Painting of the Clipper Ship Dreadnaught

Dreadnought was built in 1853 by Currier and Townsend in Newburyport, MA. The ship measured 212 feet in length, 41 feet 6 inches in beam, 26 feet 6 inches in depth of hold, and 1,414 tons. It sailed for the Red Cross Line of New York. The ship was originally intended for the "Racehorse Line" of California Clippers. It made 31 roundtrips between New York and Liverpool between 1853 and 1864. Under the command of Captain Cushing, it sailed between New York and San Francisco in 1864. On July 4, 1869 she drifted ashore and wrecked on Cape Penas, off Tierra del Fuego.
The painting shows the clipper ship with sails unfurled. Two other sailing vessels can be seen before and behind the ship. It is suspected that the painting is a fake. The signature dates the painting 1835 even thought the ship was not built until 1853. In addition, the paint was analyzed and found to be from the 20th century.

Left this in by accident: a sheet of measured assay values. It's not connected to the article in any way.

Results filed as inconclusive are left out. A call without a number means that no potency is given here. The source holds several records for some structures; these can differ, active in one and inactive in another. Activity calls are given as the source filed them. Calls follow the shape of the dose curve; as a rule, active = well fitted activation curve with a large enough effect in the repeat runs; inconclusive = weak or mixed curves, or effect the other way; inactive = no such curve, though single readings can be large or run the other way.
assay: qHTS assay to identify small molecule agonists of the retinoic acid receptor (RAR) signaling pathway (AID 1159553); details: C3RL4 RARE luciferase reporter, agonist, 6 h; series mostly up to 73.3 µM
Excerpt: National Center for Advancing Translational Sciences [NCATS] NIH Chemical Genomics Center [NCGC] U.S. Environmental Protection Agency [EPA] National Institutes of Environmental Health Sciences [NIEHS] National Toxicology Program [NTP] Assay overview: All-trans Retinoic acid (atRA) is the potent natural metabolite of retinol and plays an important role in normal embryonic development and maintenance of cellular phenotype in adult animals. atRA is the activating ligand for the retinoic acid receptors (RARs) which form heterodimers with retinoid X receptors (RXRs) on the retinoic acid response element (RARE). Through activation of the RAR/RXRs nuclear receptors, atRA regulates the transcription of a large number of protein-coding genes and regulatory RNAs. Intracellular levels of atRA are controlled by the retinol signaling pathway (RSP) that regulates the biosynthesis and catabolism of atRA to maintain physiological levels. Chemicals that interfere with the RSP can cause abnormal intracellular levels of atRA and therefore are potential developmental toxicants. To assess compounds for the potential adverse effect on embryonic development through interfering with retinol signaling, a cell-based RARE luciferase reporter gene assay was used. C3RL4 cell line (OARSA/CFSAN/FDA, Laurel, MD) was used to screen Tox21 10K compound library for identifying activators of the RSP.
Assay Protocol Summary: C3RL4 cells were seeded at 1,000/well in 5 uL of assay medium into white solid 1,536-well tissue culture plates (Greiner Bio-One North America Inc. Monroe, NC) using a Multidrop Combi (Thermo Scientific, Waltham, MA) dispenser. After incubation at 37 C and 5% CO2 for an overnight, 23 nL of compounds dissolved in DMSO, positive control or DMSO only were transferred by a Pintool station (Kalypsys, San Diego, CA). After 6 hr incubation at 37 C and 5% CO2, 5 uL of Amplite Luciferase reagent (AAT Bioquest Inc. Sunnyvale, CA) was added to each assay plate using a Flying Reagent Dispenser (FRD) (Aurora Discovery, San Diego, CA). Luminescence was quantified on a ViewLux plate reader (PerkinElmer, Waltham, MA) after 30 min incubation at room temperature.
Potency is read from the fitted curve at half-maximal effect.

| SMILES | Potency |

Currently not on view
Object Name
painting, oil
date made
ca 1920
Conway, C.W.G.
Physical Description
oil on canvas (overall material)
without frame: 24 1/4 in x 34 1/2 in; 61.595 cm x 87.63 cm
with frame: 26 1/2 in x 34 1/2 in; 67.31 cm x 87.63 cm
ID Number
accession number
catalog number
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Work and Industry: Maritime
Cigna Maritime Collection
Data Source
National Museum of American History, Kenneth E. Behring Center
Credit Line
Gift of CIGNA Museum and Art Collection

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